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NCJRS Abstract

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NCJ Number: 170852 Find in a Library
Title: Contingent Effects of Risk Perception on Risk-Taking Behavior: Adolescent Participative Orientation and Marijuana Use
Journal: Journal of Youth and Adolescence  Volume:27  Issue:1  Dated:(February 1998)  Pages:17-27
Author(s): C Lee; Y Su; B P Hazard
Date Published: 1998
Page Count: 11
Type: Report (Study/Research)
Format: Article
Language: English
Country: United States of America
Annotation: This study compares in various adolescent activity contexts the effect of risk perception on the risk-taking behavior of marijuana use.
Abstract: The data used were obtained from the 1992 Monitoring the Future (MTF), a nationally representative annual survey of high school seniors conducted since 1976. This survey uses a multistage sampling procedure to select approximately 135 schools that represent the continuous United States. A total of 400 seniors are selected from each school to participate in the survey, all of whom respond to the core questions on drug use, and subsamples of them complete one of the five questionnaire forms that cover various areas of youth lifestyles and values. The variables selected for the current analysis were all derived from Form 2 of MTF, and the valid sample cases were 2,613. The four participative orientations used in the study were school, creative activities, sports, and fun. Participating in activities of these four orientations provides settings for youth in interpreting other activities such as the risk-taking behavior of marijuana use. Viewing marijuana use as a risk-taking behavior, this study found that the perception of high risk related to regular use of marijuana had no simple direct effect on that risk-taking behavior. Rather, the effect of risk perception was contingent upon the extent of youth participation in activities such as going to parties, going to bars, attending concerts, and visiting friends. The perception of risk suppressed marijuana use most effectively in the context of activities where such a risk-taking behavior was most prevalent. These findings are congruent with recent literature on actions of risk-taking that take into account the subjective-meaning orientation as a moderator between perception and action. The study concludes that a behavior-specific approach can augment the conventional approach to common factors that underlie the youths' proneness to problem behaviors. 1 table, 1 figure, and 28 references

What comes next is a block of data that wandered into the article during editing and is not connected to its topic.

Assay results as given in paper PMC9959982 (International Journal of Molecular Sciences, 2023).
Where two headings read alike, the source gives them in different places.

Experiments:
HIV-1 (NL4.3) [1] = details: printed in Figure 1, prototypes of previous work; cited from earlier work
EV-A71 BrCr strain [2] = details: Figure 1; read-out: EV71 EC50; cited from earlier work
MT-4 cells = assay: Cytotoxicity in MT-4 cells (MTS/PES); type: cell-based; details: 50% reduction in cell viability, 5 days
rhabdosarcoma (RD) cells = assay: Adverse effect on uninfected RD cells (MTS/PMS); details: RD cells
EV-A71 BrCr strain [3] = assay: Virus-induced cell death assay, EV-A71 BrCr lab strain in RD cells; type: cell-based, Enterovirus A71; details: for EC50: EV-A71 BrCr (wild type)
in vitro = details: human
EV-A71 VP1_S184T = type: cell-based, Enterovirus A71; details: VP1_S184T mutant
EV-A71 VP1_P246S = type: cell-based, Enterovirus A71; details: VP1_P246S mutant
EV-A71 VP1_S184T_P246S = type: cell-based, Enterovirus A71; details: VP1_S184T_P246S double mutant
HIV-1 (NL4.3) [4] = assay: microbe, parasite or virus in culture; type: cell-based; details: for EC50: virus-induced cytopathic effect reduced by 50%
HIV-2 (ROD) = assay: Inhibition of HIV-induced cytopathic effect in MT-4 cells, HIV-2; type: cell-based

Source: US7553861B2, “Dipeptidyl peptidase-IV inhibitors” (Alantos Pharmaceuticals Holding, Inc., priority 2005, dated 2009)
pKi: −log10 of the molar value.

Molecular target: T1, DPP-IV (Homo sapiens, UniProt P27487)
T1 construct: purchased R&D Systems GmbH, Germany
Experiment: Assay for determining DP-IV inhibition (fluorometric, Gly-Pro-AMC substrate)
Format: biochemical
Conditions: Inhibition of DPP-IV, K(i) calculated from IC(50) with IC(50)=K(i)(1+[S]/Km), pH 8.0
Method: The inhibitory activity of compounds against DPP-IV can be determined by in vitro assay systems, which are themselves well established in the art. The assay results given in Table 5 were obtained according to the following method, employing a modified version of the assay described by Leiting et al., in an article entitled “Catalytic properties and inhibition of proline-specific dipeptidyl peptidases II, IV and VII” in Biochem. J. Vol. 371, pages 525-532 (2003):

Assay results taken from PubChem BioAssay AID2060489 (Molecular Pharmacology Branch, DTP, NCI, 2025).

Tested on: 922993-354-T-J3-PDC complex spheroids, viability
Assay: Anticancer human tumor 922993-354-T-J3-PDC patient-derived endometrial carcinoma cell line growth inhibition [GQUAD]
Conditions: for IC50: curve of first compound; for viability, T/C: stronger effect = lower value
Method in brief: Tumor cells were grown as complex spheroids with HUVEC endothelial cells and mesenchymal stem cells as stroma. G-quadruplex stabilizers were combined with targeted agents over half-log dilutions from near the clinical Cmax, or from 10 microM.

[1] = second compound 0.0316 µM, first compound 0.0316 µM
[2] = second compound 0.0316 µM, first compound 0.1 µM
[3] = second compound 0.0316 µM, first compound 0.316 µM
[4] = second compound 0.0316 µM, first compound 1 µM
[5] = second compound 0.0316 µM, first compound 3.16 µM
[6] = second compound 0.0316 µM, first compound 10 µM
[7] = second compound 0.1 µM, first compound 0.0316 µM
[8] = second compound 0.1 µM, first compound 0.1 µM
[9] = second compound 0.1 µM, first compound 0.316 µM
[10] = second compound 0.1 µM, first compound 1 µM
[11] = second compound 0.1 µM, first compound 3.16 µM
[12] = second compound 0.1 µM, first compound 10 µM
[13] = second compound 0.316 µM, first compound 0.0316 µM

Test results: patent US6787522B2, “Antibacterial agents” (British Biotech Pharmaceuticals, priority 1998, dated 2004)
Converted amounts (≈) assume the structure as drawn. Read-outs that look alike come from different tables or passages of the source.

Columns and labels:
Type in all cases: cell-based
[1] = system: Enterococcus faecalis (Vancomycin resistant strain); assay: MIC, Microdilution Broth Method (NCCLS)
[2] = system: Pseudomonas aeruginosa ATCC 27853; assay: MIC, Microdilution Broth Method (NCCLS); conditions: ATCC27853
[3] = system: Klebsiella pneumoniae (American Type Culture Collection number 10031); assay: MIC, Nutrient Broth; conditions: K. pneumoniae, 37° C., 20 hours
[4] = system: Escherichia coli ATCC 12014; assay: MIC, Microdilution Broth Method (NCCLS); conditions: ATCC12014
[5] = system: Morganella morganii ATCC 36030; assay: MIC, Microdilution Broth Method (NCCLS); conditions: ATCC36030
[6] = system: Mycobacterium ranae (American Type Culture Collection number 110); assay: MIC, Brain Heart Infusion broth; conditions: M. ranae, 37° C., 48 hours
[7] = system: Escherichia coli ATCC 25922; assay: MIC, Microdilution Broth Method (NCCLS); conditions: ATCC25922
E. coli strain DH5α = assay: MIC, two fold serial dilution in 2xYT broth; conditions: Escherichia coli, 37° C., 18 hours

Main Term(s): Juvenile drug abusers
Index Term(s): Drug abuse causes; Juvenile delinquency factors; Marijuana
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